At this time last year, I posted a lesson about the International Women’s Day. I wanted to tackle the same theme this year but wasn’t sure how to go about it. And then the Oscar happened.
Now, for most people, the most memorable moment of the Oscar was the fumbled best picture award, but I was more interested in the controversy surrounding Casey Affleck’s win. Then Audrey Duarte shared a very interesting article on the topic and my mind was off to the races.
This lesson is aimed at adult students but it can also be used with young adults. The level is aimed at B2-C1 both because of the length of the text and its vocabulary.
Finally, if you liked this lesson you may also want to check out this one about Hollywood Whitewashing.
Technology is a topic that I like talking about and that my students generally enjoy too. A couple of weeks ago I came across this article that said Generation Xers use more social media than Millennials. I found that quite surprising and thought it would be a good starting point for a conversation lesson.
Because I work mostly with adults, I tried to steer the conversation to work. If you decide to use this lesson with younger students, you may want to change the context a bit. I’d recommend this lesson to students who are B2/C1, but you can also use it with B1 students. The video has no dialogues, but you will need to pre-teach some words in the text to make things easier.
Some of my friends who also post lessons online have tackled some difficult topics recently. Beatriz Solino posted a lesson about abortion and Cecilia Nobre had one about rape. Although I must admit I’m not brave enough to discuss those topics with my own students, talking about these lessons with them and also with my dear friend Natália Guerreiro motivated me to work on today’s lesson.
A couple of months ago a popular Instagram account revealed itself to be a publicity stunt to raise awareness of alcoholism in social media. This, in turn, was covered by many newspapers and TV channels and the news went viral. You can find a link to the Instagram account that started things here.
This is aimed at adolescents (16-18) and adults who are B2 or C1, but it can also be used with B1 students if you include pre-teaching stages before the video and the text. The topic may be controversial in some cultures (it is a PARSNIP topic, after all), so be mindful of your own students and their backgrounds.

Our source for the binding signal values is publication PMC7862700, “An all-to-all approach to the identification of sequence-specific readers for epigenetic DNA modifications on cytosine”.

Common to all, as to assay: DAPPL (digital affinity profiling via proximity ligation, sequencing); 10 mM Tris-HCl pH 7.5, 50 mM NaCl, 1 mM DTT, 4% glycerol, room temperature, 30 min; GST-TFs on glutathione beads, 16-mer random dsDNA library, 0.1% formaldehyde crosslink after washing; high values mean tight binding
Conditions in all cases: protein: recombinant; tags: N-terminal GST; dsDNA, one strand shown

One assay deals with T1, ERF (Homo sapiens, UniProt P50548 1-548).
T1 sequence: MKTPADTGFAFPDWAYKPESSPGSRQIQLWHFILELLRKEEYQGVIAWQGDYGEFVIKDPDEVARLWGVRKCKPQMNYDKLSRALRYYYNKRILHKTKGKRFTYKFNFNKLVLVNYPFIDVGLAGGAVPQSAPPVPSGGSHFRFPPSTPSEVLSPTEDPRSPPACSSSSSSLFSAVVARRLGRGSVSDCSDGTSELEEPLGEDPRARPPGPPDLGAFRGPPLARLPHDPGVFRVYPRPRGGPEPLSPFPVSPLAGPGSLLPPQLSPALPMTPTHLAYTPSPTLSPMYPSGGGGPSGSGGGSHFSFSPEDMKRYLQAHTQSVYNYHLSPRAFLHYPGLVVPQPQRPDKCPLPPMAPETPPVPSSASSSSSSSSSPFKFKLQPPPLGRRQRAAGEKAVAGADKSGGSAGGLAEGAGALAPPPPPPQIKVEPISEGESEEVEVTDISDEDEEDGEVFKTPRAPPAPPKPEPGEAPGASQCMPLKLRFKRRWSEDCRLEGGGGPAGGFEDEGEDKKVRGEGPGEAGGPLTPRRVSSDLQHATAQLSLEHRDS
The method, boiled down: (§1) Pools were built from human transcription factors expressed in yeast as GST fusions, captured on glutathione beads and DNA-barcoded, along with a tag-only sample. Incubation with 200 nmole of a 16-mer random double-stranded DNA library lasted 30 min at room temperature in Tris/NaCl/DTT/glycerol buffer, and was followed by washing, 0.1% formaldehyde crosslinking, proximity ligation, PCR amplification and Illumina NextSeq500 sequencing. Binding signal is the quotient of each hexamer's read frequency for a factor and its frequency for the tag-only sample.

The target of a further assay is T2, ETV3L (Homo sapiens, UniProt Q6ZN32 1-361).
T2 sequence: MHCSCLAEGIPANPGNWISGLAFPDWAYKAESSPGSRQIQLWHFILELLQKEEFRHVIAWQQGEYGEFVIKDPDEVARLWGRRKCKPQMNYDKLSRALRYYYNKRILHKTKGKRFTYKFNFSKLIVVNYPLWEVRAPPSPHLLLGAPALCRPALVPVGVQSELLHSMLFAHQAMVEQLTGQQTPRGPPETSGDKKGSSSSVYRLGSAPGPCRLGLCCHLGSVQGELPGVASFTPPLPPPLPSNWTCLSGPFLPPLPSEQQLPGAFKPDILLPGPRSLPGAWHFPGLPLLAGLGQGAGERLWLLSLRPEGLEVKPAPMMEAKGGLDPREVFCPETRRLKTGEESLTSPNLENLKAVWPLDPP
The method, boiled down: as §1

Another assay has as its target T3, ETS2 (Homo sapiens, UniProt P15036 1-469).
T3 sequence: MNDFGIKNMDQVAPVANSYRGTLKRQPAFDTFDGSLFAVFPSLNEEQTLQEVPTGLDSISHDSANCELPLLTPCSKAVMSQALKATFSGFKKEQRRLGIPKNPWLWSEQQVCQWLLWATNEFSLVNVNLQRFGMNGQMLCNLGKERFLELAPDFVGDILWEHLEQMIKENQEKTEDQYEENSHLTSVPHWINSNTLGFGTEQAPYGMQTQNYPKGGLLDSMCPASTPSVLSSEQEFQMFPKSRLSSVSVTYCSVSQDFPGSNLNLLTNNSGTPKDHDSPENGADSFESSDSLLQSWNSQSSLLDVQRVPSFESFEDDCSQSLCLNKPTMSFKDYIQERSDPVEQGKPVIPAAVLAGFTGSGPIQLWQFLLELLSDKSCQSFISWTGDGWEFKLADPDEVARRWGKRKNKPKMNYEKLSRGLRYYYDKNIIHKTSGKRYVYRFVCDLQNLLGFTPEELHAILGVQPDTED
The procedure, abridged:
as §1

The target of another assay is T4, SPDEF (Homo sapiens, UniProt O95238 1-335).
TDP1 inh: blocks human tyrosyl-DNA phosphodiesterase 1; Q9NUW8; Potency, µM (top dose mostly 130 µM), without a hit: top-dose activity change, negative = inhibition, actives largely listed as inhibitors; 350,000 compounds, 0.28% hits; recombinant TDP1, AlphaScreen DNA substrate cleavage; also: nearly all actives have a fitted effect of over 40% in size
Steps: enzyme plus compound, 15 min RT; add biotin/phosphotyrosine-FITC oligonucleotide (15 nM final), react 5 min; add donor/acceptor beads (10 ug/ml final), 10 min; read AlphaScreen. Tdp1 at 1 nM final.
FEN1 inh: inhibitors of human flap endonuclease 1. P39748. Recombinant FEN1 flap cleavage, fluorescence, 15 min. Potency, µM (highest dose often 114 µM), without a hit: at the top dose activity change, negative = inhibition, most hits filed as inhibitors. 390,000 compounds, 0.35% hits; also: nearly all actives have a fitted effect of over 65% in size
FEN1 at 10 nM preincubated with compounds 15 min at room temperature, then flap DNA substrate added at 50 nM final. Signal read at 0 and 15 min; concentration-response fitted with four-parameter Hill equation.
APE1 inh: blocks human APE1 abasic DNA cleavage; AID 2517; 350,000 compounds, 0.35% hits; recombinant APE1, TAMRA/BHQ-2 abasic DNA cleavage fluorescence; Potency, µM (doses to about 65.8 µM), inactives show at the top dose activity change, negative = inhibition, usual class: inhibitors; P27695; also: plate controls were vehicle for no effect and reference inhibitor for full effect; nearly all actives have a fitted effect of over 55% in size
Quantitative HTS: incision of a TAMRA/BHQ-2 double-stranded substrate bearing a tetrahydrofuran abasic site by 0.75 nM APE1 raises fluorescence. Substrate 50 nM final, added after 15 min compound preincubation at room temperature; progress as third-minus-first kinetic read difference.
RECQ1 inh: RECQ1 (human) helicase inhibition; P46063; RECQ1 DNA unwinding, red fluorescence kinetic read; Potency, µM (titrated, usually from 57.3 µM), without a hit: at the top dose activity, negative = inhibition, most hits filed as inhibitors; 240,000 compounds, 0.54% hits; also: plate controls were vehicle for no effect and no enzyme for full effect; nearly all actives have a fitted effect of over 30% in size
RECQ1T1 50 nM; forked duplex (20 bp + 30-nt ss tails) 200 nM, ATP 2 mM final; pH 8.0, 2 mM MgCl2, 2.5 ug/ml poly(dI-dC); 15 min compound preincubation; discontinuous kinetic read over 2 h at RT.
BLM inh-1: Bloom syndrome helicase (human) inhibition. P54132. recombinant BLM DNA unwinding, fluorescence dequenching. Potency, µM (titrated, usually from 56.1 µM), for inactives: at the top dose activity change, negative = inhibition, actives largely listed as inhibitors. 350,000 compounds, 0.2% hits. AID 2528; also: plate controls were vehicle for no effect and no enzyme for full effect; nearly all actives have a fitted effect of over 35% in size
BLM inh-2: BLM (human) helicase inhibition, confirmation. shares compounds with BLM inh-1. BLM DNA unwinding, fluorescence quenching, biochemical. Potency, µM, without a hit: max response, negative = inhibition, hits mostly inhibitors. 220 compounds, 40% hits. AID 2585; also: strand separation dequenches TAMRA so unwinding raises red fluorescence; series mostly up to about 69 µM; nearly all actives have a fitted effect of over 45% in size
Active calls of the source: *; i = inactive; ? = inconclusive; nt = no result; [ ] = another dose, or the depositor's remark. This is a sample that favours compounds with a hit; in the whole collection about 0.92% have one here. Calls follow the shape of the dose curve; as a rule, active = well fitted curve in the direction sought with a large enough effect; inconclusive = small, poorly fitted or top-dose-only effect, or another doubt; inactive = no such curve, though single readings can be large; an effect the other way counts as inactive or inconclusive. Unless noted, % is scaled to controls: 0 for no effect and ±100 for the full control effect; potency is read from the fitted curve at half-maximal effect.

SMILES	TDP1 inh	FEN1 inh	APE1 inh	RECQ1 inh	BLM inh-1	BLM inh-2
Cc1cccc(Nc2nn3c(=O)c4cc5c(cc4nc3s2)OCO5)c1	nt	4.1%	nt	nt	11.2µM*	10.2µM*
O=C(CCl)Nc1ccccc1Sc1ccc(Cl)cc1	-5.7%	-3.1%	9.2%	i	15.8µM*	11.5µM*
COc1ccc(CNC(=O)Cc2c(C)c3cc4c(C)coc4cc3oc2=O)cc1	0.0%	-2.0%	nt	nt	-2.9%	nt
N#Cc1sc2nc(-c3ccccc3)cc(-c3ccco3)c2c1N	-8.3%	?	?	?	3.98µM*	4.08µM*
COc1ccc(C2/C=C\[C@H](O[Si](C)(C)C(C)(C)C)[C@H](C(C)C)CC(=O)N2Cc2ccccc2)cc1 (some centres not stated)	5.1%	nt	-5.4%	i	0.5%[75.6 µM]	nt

I’m a big word nerd and I usually pay attention to dictionary news. About a year ago I posted a lesson on the topic of new words that had been added to the Oxford Online Dictionary. I’m also interested in which words different dictionaries pick as their ‘word of the year’ and a couple of weeks ago my friend Debora Schisler shared an article on Facebook on this topic. And thus a lesson was born. 🙂
Now, this one is aimed at advanced students, both because of the length of the text and because some of the words mentioned in the article are very abstract, which may cause difficulties for lower level students. Age-wise, I have used it with both adults and teenagers and both had a lot to say about post-truth, which is definitely relevant about the political moment in Brazil.
Many of the lessons I post on the blog are things I come across during the previous week, reacting to things that are happening in the world or to things I read or watch. This one, however, had been waiting in the wings for a while.
Although Thanksgiving is not celebrated in Brazil, most people who study English know about it, because of how often it is depicted in American films and TV series. I thought this text, which focuses on family, would be an ideal way to talk about it.
This lesson is aimed at adult students who are B1 and above. I haven’t tried using it with adolescents, but if you do, make sure you change the questions in the last slide.
One of the great things about being a Celta tutor is that you get to work with people that are very creative and whose ideas you can borrow. That is true for things teaching techniques and ideas for activities, but also for texts to be used with students.
Today’s lesson is based on an assignment written by Daniel Sheeran, who is one of my Celtees this semester and it is used here with his authorization. Daniel is an English Teacher from Ireland who has been living and working in Brazil since 2014. He is based in Piracicaba and is currently taking the CELTA at Seven Idiomas in Sao Paulo. He claims not to be related to Ed Sheeran, but I’m not sure I believe him.
I have used this lesson with both adults and adolescents and it worked really well even though reactions were quite different. It can be used with students who are B1+ but you will want to pre-teach some words before the reading.
I think I’ve said it before, but one of the biggest sources of inspiration for the lessons I post here is Facebook. So many of my friends are teachers and they are always sharing interesting articles and ideas. This lesson is no different, based on something Isabela Villas Boas shared a week or so ago.
Personally, I’m a fan of doing things alone, but I wanted to find out how my students felt about it. This is aimed at adults and young adults who are B2 or higher. However, much like other lessons, some pre-teaching of vocabulary would make this accessible to B1 students as well.